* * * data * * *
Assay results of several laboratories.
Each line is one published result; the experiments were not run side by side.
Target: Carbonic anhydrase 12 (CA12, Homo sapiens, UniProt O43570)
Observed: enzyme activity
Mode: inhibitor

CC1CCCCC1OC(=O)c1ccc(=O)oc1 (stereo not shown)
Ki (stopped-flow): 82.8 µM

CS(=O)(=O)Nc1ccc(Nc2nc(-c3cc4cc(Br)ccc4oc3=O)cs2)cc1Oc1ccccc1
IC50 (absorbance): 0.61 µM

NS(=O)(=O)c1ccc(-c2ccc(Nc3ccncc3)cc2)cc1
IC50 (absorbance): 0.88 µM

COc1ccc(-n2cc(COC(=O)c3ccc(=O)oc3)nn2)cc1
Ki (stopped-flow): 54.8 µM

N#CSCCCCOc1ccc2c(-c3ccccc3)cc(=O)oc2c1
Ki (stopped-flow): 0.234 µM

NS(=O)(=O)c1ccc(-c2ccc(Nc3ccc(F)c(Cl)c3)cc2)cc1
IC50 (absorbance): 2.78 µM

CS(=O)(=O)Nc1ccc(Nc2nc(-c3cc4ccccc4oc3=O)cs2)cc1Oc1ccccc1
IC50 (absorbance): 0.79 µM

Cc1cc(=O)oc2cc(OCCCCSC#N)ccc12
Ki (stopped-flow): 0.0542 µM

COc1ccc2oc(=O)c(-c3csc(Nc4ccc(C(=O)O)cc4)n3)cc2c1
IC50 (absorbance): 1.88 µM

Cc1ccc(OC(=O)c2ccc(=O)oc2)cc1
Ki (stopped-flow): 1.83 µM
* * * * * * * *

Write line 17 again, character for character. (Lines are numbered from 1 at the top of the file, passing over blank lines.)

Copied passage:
IC50 (absorbance): 2.78 µM